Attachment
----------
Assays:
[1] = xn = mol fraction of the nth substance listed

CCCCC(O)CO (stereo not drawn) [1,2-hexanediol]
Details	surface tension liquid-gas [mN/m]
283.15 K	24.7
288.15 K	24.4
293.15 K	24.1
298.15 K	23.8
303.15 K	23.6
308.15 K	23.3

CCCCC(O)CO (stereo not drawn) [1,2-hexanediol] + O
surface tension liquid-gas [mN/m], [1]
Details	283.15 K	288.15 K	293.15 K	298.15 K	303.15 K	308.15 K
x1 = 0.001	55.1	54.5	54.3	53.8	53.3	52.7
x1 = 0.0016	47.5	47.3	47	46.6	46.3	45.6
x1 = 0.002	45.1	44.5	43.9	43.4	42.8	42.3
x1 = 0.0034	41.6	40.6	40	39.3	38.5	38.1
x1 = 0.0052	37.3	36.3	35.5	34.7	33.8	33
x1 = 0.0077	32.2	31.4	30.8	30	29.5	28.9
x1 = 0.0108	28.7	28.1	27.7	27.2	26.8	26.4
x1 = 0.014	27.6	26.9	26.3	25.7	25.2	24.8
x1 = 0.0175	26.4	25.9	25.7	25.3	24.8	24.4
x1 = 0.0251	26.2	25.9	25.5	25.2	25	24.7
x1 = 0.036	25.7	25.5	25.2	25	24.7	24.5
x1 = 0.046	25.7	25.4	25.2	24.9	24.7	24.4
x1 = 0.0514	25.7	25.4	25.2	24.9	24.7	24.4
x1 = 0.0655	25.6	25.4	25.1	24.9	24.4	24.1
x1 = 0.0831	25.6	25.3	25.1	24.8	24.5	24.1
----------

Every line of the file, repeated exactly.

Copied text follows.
Assays:
[1] = xn = mol fraction of the nth substance listed

CCCCC(O)CO (stereo not drawn) [1,2-hexanediol]
Details	surface tension liquid-gas [mN/m]
283.15 K	24.7
288.15 K	24.4
293.15 K	24.1
298.15 K	23.8
303.15 K	23.6
308.15 K	23.3

CCCCC(O)CO (stereo not drawn) [1,2-hexanediol] + O
surface tension liquid-gas [mN/m], [1]
Details	283.15 K	288.15 K	293.15 K	298.15 K	303.15 K	308.15 K
x1 = 0.001	55.1	54.5	54.3	53.8	53.3	52.7
x1 = 0.0016	47.5	47.3	47	46.6	46.3	45.6
x1 = 0.002	45.1	44.5	43.9	43.4	42.8	42.3
x1 = 0.0034	41.6	40.6	40	39.3	38.5	38.1
x1 = 0.0052	37.3	36.3	35.5	34.7	33.8	33
x1 = 0.0077	32.2	31.4	30.8	30	29.5	28.9
x1 = 0.0108	28.7	28.1	27.7	27.2	26.8	26.4
x1 = 0.014	27.6	26.9	26.3	25.7	25.2	24.8
x1 = 0.0175	26.4	25.9	25.7	25.3	24.8	24.4
x1 = 0.0251	26.2	25.9	25.5	25.2	25	24.7
x1 = 0.036	25.7	25.5	25.2	25	24.7	24.5
x1 = 0.046	25.7	25.4	25.2	24.9	24.7	24.4
x1 = 0.0514	25.7	25.4	25.2	24.9	24.7	24.4
x1 = 0.0655	25.6	25.4	25.1	24.9	24.4	24.1
x1 = 0.0831	25.6	25.3	25.1	24.8	24.5	24.1